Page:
The Origins of Office Speak - The Atlantic
Geege Schuman stashed this in Language
Schein, now 86, is largely credited with coining the term organizational culture (the linguistic cousin of corporate culture). “In the 1960s, there was an emphasis on humanistic psychology, involving the worker, because then they would work better,” he told me. “We were interested in how groups and leadership could be made more effective. So we started something called the human relations lab.”
A pair of hypotheses rose out of these labs. As McGregor explained in his 1960 book The Human Side of Enterprise, managers could think of their employees in one of two ways: as lazy work-haters who need to be closely supervised (Theory X), or as ambitious self-motivators who thrive in an atmosphere of trust (Theory Y). “This introduced the idea that effective managers believe in their people and trust them and don’t feel that they have to monitor them all the time,” Schein said.
Esalen Institute founders Michael Murphy and Dick Price (esalen.org)
Although the researchers didn’t necessarily favor one theory over the other, Theory Y fit perfectly with the zeitgeist of the 60s. It drew on Abraham Maslow’s increasingly popular theory of the hierarchy of needs, which positioned “self-actualization” as the highest goal of human life. Inspired by Maslow, Michael Murphy and Dick Price founded the Esalen Institute in 1962 to nurture the burgeoning Human Potential Movement, and Look magazine’s George Leonard helped bring it into the mainstream. Theory Y extended this worldview into the realm of work: Jobs, much like meditation and mind-enhancing drugs, were seen as a way to discover untapped inner power and find personal fulfillment. Over the years, the idea has stuck: In 2001, The Human Side of Enterprise was voted the fourth most influential management book in the 20th century by the Academy of Management.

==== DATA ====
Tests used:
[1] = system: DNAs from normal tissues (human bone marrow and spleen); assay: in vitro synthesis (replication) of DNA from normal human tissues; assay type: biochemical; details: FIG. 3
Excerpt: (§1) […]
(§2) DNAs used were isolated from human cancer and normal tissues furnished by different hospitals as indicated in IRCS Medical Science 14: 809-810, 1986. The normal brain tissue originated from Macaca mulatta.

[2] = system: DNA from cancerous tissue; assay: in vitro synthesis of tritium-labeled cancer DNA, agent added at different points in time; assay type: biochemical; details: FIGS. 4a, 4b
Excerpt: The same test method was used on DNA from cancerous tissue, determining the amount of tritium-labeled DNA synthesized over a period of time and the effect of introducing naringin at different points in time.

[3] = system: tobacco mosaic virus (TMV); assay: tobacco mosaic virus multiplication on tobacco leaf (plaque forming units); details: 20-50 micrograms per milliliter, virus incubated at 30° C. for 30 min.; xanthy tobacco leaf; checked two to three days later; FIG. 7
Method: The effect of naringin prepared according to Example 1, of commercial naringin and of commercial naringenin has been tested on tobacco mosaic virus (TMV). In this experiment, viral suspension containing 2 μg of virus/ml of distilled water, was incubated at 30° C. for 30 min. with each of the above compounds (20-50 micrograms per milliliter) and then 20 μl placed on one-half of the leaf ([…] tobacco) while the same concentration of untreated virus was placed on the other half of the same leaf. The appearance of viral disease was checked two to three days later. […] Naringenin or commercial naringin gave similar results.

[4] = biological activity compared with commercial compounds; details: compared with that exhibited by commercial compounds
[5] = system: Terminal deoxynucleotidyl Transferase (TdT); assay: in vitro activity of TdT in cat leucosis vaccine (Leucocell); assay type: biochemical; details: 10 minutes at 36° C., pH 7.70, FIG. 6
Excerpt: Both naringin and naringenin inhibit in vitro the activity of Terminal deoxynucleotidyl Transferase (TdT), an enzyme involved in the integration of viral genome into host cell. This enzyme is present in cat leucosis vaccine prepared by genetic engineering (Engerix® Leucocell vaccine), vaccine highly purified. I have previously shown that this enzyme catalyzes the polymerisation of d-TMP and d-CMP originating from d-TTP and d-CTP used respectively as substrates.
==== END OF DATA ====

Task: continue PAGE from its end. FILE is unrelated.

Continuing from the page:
In the decades that followed, academics continued to come up with memorable buzzwords. British psychologist Raymond Cattell repurposed the word synergy, which was originally a Protestant term for cooperation between the human will and divine grace. The UC Berkeley philosopher Thomas Kuhn popularized the term paradigm shift in his 1962 book, The Structure of Scientific Revolutions. And, much later, Harvard professor Clayton Christensen coined the term disrupt, which has become a favorite in today’s climate of start-up worship. But more importantly, academics have had a big effect on how workers work, all thanks to one group of people: consultants.
In 1981, Drucker started working with one of his biggest clients: General Electric. The company had just been taken over by Jack Welch, who was looking to overhaul its management in the midst of a recession. Over the next decade, Welch systematically redesigned the culture of the organization, hitting a peak in 1989 with his Work-Out program, which was designed to help managers and employees solve problems faster. In the language of Work-Out, low-hanging fruit were problems that were easily identified and solved. Other fantastic jargon from the program included rattlers, or obvious problems (so-named because they “make a lot of noise”) and pythons, or challenging problems that come from bloated bureaucracy. A little ironically, Welch wrote that Work-Out would create “a company where jargon and double-talk are ridiculed and candor is demanded.”
I would be so happy if I never heard some of these words again.
But unfortunately they're baked into the vocabulary of business.